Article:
Pesto & Poetry – “Emerald Pesto Tossed with Trotolle Pasta”

Emerald Ice

Have you ever made deep-of-summer pesto? Do you ever sit and sip and read poetry on a warm night?

Many years ago I discovered my love of both and as I made pesto a few days ago using the emerald-green basil from our garden I remembered how much I love the prose-like poetry of Diane Wakoski. Especially a book of her poems entitled “Emerald Ice”. The selection above is from the first few lines of the first poem in this collection.

So here is a quick pesto using deep-green Basil leaves, a bit of sassy-green Arugula and the slightest-green pistachios. Tossed with a hearty & hollow Trotolle pasta…the pesto seeping onto and into the noodles…edible poetry!

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A few handfuls of Basil leaves & Arugula, fresh lime juice, shelled pistachios & a good olive oil is all you need.

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Emerald green pesto……

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…tossed with some al dente Trotolle, also called “spins” as they look like little spinning tops. Sprinkle with shredded Parmesan. This is pretty much…along with love…all you need.

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Emerald Pesto tossed with Trottole Pasta

  • Servings: 2-4
  • Print

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Ingredients:

  • 1 handful fresh basil leaves
  • 1 handful fresh arugula leaves
  • 1/2 cup shelled pistachios
  • 1/4 cup shredded Parmesan cheese
  • juice of 1/2 lime
  • 1/4 to 1/2 cup good olive oil
  • 8 to 12 ounces Trottole pasta noodles cooked al dente (or any other short pasta)
  • additional shredded Parmesan cheese to top
  • salt &  black pepper optional (the lime juice and Parmesan will add a natural saltiness)

Directions:

  1. Place the pistachios in a food processor and pulse a few times.
  2. Add basil and arugula leaves. Pulse again 2 or 3 times.
  3. Add Parmesan and lime juice and pulse.
  4. With the processor running quickly drizzle in olive oil to your liking.
  5. Scrape finished pesto out of the processor bowl into a jar. Toss some of the pesto with hot, cooked & drained Trottole pasta. Scatter additional Parmesan cheese over the top of each serving and enjoy. Salt & pepper if desired.

Store any leftover pesto in a jar in the refrigerator or freezer for later use. I usually make extra while I am at it and freeze small jars for winter dishes.

42 thoughts on “Pesto & Poetry – “Emerald Pesto Tossed with Trotolle Pasta”

  1. Just made a zucchini-artichoke-tomato lasagna with traditional pesto tonight. This one sounds delish! Just ordered Emerald Ice from Amazon. Did not know Diane Wakowski and am looking forward to reading more of her work. Thank you for triple inspirations Teresa: gorgeous photography, interesting recipe with a side of poetry. Love it all!

  2. Teresa, do you know the blog “Thyme”? Sarah, the blogger, is the wife of friend’s cousin and her photography is absolutely breathtaking. I think you would love it. She doesn’t post often but each post is a gem. I keep forgetting to mention it to you.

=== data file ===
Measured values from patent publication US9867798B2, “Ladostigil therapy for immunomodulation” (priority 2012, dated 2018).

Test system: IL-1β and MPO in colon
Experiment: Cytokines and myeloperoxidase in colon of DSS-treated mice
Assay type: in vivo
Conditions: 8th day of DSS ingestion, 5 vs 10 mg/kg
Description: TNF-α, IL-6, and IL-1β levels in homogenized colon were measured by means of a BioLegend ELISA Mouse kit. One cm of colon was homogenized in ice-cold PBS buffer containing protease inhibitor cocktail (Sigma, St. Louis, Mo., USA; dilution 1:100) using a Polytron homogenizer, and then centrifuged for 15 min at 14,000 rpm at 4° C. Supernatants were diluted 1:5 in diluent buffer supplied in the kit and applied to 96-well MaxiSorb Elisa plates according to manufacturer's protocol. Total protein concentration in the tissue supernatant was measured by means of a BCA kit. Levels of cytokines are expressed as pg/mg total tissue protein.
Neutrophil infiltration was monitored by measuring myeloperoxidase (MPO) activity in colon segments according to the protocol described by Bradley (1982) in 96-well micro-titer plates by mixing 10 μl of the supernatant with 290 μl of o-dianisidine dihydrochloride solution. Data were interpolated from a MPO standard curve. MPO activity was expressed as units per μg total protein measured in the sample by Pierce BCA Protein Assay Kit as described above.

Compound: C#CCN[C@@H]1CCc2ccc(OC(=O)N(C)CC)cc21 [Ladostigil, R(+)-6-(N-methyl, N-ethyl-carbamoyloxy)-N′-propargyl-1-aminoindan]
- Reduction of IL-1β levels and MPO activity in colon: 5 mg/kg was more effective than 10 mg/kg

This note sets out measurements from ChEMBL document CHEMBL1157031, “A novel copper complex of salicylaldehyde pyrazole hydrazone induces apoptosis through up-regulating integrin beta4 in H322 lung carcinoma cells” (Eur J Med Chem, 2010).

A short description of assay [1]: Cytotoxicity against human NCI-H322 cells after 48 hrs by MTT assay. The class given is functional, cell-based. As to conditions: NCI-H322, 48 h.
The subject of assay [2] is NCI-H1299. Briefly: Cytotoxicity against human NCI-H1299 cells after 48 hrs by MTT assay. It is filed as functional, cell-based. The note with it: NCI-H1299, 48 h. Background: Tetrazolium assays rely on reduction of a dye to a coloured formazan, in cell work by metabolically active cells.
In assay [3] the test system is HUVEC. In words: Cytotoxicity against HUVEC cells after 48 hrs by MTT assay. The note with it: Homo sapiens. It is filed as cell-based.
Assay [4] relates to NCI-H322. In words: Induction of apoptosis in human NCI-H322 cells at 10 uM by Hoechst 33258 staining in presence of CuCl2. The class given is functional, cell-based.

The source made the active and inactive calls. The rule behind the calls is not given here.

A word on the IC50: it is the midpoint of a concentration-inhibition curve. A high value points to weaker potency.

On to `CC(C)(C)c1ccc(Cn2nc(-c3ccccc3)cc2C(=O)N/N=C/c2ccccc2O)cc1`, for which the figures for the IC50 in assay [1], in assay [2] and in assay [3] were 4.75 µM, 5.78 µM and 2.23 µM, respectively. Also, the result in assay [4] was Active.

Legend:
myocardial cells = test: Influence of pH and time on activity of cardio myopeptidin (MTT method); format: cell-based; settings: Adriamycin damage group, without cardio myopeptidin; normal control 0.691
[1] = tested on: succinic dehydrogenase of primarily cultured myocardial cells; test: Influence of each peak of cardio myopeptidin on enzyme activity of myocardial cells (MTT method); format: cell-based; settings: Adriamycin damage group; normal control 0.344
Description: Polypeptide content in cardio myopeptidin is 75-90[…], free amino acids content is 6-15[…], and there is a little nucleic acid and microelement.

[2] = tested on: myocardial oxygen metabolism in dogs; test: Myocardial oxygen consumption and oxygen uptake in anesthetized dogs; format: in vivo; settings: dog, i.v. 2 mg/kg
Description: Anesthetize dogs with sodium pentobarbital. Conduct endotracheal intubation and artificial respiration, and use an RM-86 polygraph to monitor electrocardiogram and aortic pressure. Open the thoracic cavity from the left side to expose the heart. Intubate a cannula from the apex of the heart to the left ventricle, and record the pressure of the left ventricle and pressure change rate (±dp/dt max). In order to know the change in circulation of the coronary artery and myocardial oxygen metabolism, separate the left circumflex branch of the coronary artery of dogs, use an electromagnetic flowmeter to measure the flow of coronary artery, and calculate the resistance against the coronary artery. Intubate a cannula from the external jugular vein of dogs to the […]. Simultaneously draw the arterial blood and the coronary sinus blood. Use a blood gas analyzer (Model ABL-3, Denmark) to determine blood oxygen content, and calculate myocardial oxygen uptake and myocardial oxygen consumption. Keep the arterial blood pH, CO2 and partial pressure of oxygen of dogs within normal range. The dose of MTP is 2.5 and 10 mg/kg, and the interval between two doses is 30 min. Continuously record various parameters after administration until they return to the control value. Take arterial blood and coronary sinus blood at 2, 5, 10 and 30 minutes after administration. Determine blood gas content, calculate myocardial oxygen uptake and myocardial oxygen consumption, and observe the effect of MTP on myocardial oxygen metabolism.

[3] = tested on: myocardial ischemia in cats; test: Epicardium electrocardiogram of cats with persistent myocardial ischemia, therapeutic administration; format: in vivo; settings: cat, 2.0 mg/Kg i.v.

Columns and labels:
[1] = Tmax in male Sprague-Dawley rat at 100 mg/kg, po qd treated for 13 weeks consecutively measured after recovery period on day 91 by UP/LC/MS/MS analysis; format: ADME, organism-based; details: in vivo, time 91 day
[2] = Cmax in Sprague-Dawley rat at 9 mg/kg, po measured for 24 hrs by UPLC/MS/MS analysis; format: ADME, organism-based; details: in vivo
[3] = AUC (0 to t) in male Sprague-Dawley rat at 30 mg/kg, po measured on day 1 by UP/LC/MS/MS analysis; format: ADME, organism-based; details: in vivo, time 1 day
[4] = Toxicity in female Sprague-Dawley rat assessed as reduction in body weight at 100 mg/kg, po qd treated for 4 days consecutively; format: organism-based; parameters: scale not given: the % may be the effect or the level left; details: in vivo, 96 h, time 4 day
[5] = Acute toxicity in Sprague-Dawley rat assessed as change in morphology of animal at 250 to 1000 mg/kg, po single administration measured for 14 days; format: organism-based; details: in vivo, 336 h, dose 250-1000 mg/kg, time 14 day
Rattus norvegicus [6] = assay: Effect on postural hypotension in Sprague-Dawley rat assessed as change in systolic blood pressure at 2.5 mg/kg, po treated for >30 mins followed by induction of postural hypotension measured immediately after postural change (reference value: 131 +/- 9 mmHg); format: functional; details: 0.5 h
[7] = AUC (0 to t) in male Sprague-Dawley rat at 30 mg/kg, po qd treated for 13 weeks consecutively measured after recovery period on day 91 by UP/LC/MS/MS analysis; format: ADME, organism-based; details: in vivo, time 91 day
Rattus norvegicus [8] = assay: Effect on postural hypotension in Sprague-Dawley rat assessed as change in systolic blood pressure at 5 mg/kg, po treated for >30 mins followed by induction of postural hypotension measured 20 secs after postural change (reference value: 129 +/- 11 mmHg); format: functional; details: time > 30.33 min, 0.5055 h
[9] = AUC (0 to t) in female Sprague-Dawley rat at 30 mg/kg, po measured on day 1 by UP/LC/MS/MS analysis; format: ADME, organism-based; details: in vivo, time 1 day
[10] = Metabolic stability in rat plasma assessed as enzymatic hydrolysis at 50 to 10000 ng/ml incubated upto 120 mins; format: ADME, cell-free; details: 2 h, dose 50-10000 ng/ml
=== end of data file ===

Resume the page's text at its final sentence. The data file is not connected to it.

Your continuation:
1. Johanne, let me know what you think about her poetry when you have read a bit. Also I do not know “Thyme”, but will go over right now at your recommendation. As you can tell I am a fan of photography and I appreciate your sharing this with me. Have a great day.

    1. I cannot wait for you to be home and sample some of the kitchen delights I have been conjuring up this summer in your absence. Santa Fe is nice, but it doesn’t have my pesto. Are you bringing fresh New Mexico peppers this year? It is time I think. Big love, T

    1. Thanks HostessAtHeart and Mary…The lime juice is a really wonderful “brightener” for the pesto…I was out of lemons which I usually use so tried the lime juice and it was fantastic. If you try it let me know what you think. Thank you both for stopping by.

  3. I just made some pesto yesterday. My basil had been in the fridge for several days and the leaves started to turn black. Is there a good way keeping the basil fresh? I love the poem and your post .

    1. You know Gerlinde that is one of the hazards of Basil in the cooler. I usually do not rinse, but just gently shake off any debris from my basil, dampen a paper towel and loosely wrap the basil in this and pop it into a zip lock bag until I am ready to use. It is just one of those herbs that need to be used pretty quickly. Also I sometimes put my basil into a glass of water and tent it with a plastic bag and store in the fridge until I am ready to use within a couple of days. All this depends on how fresh it was to begin with of course. Thanks so much for coming by to see me.

  4. I know that pasta shape just got me excited…I love it and had never seen it before. Believe it or not I picked it up at Publix! Not Eataly or Lazzaroli’s…just plain old Publix!
    It’s fun to make pesto out of all kinds of nuts that are not as oily as pine nuts isn’t it?

  5. I’m so glad I stumble upon your blog! I’m definitely going to make this for my toddler 🙂 Thank you.

  6. On looking at these lovely photos and almost tasting the pesto I realise how we deny ourselves this pleasure! We should eat it at least every week-it’s heavenly. thanks for sharing

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